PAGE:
The abundance of seeds caused the fruit strainer to bind, so I loosened the screen to allow more space between the auger and the screen. Approximately a quarter of the seeds were crushed into meal and pushed through the screen but we did our best to separate the seed meal from the pulp. I wasn’t keen on eating the seed pulp as some studies suggest that the toxic compounds are concentrated in the seeds. Archaeological recovery of aggregations of elderberry seeds suggests that First Nations were removing the seeds, but aside from spitting them out at the time of consumption a mechanism for removing the small seeds isn’t known. After all the fruit was pulped we sweetened half with ½ cup of brown sugar, and left the other half unsweetened before spreading the pulp onto food dehydrator sheets and dehydrating them for 12 hours.

Our finished fruit leather was a dark purple with a flexible nature and oily texture. Initially, the flavour was nice but the aftertaste has a difficult-to-describe pungency that I don’t like. We packaged and froze the fruit leather in the hope that the flavour would improve with storage, which wasn’t an unreasonable suspicion given the pervasiveness of this practice among First Nations.

Storage and Soaking

Besides storage, a few ethnographies also mention soaking the cooked fruit in water. While working with the Puyallup and Nisqually, Marian Smith noted that after red elderberries were boiled they were “put into loosely woven baskets which had been well lined with maple leaves. The basket was carefully covered with the same kind of leaves and submerged in a running stream. It took about a month for the berries to cure and be ready to eat. When finished they formed a thick paste ‘as yellow as butter.’ After the basket was opened it had to be kept in the water and the paste was used regularly until it was gone.” Contrary to other ethnographies that ascribe marginal flavour to red elderberry, Smith goes on to say “Elderberry paste was mixed with other dried berries to heighten their flavor.”

Albert Reagan documented a similar method of storing (or treating?) red elderberries among the Hoh and Quileute: “The cooked product is wrapped in skunk-cabbage leaves and buried in the muck in some swampy place, to be dug up when needed.” While cool temperatures and low oxidation rates in submerged environments provide the most likely explanation for this practice, it is conceivable that water storage was a desirable means of leaching out bad tasting constituents in the cooked berries, or slightly fermenting the fruit.

Water storage of red elderberries was also practiced in other parts of the Pacific Northwest. According to elders interviewed by Nancy Turner and Randy Bouchard, the Squamish also stored red elderberries in water. The berries were cooked until they formed a “molasses-like mass” and placed in a special red cedar basket called tl’pat, which was anchored underwater.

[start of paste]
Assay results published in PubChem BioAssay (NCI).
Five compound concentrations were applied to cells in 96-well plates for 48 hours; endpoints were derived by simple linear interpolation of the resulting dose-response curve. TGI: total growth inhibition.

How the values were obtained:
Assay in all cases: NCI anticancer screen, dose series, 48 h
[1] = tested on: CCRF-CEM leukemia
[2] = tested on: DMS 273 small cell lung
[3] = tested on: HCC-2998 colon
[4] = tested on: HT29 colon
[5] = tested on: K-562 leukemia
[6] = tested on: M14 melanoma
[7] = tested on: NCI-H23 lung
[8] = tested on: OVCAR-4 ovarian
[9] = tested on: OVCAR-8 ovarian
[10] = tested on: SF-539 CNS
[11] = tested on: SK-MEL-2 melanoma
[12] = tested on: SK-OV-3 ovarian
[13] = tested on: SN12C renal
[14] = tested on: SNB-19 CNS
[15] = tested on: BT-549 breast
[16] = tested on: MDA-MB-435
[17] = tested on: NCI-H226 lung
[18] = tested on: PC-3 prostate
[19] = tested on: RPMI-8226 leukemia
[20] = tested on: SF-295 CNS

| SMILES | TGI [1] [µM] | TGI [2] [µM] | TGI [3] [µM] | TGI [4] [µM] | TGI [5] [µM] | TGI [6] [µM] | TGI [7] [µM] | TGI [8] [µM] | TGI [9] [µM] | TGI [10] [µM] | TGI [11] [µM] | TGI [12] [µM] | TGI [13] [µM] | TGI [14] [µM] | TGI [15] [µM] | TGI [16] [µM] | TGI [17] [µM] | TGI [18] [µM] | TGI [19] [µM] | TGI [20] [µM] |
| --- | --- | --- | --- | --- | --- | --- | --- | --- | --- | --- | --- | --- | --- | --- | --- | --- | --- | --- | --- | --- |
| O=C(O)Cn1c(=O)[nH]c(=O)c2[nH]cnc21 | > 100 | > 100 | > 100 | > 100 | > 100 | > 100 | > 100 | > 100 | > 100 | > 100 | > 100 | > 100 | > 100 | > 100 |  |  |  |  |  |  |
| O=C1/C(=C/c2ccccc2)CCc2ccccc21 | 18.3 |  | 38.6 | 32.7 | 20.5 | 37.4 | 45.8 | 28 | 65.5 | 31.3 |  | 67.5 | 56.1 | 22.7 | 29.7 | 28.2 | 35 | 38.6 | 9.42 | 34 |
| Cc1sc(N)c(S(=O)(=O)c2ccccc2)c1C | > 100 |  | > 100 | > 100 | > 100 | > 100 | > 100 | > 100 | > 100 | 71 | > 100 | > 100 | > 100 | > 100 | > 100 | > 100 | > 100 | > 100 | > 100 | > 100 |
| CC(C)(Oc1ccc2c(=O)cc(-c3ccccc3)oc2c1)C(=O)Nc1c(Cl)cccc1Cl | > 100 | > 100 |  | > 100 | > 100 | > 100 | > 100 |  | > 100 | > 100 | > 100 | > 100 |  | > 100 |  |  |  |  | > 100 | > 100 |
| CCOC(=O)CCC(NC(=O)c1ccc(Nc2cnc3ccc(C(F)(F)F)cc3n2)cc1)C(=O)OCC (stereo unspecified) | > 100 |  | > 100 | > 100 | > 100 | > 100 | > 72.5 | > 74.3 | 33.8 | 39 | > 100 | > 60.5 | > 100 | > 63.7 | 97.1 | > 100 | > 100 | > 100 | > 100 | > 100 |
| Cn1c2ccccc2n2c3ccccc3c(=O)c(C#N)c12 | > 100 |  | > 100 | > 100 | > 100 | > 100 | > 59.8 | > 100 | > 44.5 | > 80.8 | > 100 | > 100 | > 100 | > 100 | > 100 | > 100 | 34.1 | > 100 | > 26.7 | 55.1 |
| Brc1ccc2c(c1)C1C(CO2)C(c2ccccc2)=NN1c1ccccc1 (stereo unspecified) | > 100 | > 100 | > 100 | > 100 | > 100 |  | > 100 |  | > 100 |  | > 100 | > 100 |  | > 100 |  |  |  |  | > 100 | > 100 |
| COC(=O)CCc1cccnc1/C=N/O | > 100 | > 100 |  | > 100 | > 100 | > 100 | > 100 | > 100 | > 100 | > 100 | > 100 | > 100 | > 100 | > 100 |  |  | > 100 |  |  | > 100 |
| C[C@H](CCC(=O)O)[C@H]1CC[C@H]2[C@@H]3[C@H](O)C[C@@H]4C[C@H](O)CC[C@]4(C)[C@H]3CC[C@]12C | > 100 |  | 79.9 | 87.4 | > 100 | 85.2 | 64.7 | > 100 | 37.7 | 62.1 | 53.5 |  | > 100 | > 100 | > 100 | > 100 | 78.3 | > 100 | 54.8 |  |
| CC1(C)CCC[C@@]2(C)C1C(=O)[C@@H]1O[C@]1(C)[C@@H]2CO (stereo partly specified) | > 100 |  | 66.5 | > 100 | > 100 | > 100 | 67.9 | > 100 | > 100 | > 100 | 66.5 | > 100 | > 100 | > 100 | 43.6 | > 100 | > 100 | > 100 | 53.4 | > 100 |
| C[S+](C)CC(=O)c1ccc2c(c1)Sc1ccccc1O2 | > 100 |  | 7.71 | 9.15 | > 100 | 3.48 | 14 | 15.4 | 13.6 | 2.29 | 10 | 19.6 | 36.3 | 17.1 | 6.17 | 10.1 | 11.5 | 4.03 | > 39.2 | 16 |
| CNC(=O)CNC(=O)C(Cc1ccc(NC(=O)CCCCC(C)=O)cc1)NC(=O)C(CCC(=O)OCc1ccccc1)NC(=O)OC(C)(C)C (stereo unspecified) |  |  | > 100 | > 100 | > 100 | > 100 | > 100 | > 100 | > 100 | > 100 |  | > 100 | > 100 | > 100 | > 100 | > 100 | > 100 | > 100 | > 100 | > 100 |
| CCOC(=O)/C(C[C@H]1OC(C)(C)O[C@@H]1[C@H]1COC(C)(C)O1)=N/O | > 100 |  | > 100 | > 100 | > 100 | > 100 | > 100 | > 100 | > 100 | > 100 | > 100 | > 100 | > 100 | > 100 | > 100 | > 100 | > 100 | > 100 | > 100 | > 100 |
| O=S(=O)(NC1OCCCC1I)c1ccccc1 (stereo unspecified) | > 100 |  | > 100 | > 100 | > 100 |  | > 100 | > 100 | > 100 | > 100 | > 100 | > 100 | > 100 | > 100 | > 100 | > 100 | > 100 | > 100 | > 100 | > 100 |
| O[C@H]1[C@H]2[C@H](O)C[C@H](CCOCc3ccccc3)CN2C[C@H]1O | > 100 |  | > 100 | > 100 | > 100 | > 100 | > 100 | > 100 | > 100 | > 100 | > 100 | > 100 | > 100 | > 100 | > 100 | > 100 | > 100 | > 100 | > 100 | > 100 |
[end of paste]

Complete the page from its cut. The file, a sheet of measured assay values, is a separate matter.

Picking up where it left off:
When the berries were needed, they were pulled up, the required amount removed, and the remainder re-submerged. August Jack concisely describes the process in a 1955 interview with Major Mathews: “Elderberry put in sack, you know Indian sack; put sack in creek so clean water run over them and keep them fresh. By and by get sack out of creek, take some berry out, put sack back again.” The Skagit similarly employed this method, as described by McCormick Collins: “the women might preserve [red elderberries] by wrapping them in maple leaves and putting them in a hole dug in wet sand.”

The Kwakwaka’wakw also produced an elderberry paste by soaking the cooked elderberries, but rather than storing the berries in water for several weeks, dried berries were only soaked in water for the duration of four winter ceremonial songs, at which point they were mixed into a paste by hand, and eaten.

Another Taste

After several months in cold storage, I recently decided it was time for another taste and removed the dried elderberries from the freezer. The flavour had mellowed with age, but I still detected a bitter aftertaste.

Taking the experiment one step further, I soaked my fruit leather in water. Yellow-orange oil quickly separated and floated to the surface, and the water slowly took on a similar colour. After an hour, I poured off the water and added fresh water. This time the water darkened much less, so I drained the water and sampled the remaining fruit paste. Initially a pleasant cranberry like flavour dominated but as it dissolved into my mouth, I still caught a faintly bitter flavour from a few small seeds that I failed to strain.

My experiment yielded a product with a distinctive flavour that, while still not exceptional, is growing on me, and mixes well with other foods. What’s more, red elderberries are remarkably nutritious. According to tests conducted by Harriet Kuhnlein and Nancy Turner, elderberries are 5 percent oil by fresh weight. This is higher than any other Pacific Northwest native berry they sampled, and must be considerably higher when the fruit is dried.

Red elderberries certainly will never replace black huckleberries or thimbleberries in my wild food diet, but having found their true flavour, I can better appreciate their colourful bounty when they ripen next summer and will collect enough for some northwest coast inspired chutney each year.
Warning: The roots, wood, bark, leaves, and to a lesser extent, the raw flowers and fruit of red elderberry contain cyanogenic glycosides and should not be eaten.